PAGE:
As part of the quality improvement process, data is needed to identify a baseline current state, determine gaps, and track progress towards a target rate. Dashboards are one way to display these components and enable a picture of current performance. Think of dashboards as performance monitoring systems, similar to an automobile dashboard that provides real-time information on current status of fuel, temperature, speed, and various engine components.
Advantages include the following: providing close to or actual real-time information, the ability to drill down to patient-specific information, benchmarking against like size facilities or similar level of care designations, and comparison to national standards or established targets. Color coding is often used to provide a quick visual on areas doing well and those in need of improvement, typically red, yellow, and green. Users can easily identify when performance begins to drift, informing changes to correct problems before they snowball into bigger issues (Sprague, et.al 2013). In addition, placing dashboards in clinical areas promotes transparency and engagement of front-line staff. It also provides a way to bridge the gap between best practice and the bedside.
Sprague et.al. (2013) described the development of a maternal newborn dashboard on select clinical performance indicators in all hospitals providing maternal-newborn care in Ontario, Canada. The purpose of the dashboard was to provide a way to provide data feedback on performance to hospitals and health care providers in this province. Benchmarks were established based on literature review, current practice, and project members’ clinical expertise.
Hospitals in this program had a process in place for submitting their data which then populated their dashboard. In addition, the dashboard had the capability of drilling down to individual patient information to allow for a deep dive on cases and the identification of gaps. Individual hospital dashboards consisted of key performance indicators with the reporting hospital individual rate, current status, status range, comparison to hospitals with the same level of care and similar volumes, and rates for all reporting hospitals within the database as a whole.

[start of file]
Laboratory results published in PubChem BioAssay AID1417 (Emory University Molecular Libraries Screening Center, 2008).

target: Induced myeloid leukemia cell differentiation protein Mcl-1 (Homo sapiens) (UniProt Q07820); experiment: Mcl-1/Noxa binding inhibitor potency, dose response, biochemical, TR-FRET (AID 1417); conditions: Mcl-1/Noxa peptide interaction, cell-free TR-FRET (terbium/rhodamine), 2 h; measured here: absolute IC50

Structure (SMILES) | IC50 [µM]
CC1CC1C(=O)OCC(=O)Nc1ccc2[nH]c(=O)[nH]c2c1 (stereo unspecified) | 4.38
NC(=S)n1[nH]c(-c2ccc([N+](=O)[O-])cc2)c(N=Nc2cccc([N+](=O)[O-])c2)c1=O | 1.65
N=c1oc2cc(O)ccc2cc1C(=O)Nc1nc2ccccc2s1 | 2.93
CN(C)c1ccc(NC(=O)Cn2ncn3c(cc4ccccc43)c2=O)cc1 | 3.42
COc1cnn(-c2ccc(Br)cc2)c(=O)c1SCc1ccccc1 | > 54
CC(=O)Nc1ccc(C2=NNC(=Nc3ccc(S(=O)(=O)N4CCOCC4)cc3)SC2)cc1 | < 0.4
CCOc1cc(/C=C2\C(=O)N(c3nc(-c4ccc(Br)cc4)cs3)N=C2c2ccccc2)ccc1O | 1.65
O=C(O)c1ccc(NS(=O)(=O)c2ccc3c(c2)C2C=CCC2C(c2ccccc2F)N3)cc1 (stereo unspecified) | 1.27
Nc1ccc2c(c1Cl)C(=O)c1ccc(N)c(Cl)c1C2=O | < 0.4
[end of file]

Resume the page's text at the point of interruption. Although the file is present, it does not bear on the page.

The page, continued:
See below for several dashboard examples. Please note the target benchmark numbers are for example only and not based on literature reference. Examples are adapted with a similar format from the maternal newborn dashboard in the article by Reszal et.al. (2019).
In summary, dashboards are visual tools used to display data in real-time. They act as an early warning system, flagging users to metric changes that would warrant corrective actions to mitigate potential patient harm.
Reszel, J., Dunn, S. I., Sprague, A. E., Graham, I. D., Grimshaw, J. M., Peterson, W. E., . . . Walker, M. C. (2019). Use of a maternal newborn audit and feedback system in Ontario: A collective case study. BMJ Quality & Safety, 28(8), 635-644. doi:10.1136/bmjqs-2018-008354
Sprague, A. E., Dunn, S. I., Fell, D. B., Harrold, J., Walker, M. C., Kelly, S., & Smith, G. N. (2013). Measuring Quality in Maternal-Newborn Care: Developing a Clinical Dashboard. Journal of Obstetrics and Gynaecology Canada, 35(1), 29-38. doi:10.1016/s1701-2163(15)31045-8
Weiss, D., Dunn, S. I., Sprague, A. E., Fell, D. B., Grimshaw, J. M., Darling, E., . . . Taljaard, M. (2017). Effect of a population-level performance dashboard intervention on maternal-newborn outcomes: An interrupted time-series study. BMJ Quality & Safety, 27(6), 425-436. doi:10.1136/bmjqs-2017-007361
Copyright by Jeanette Zocco MSN, RNC-OB, C-EFM, C-ONQS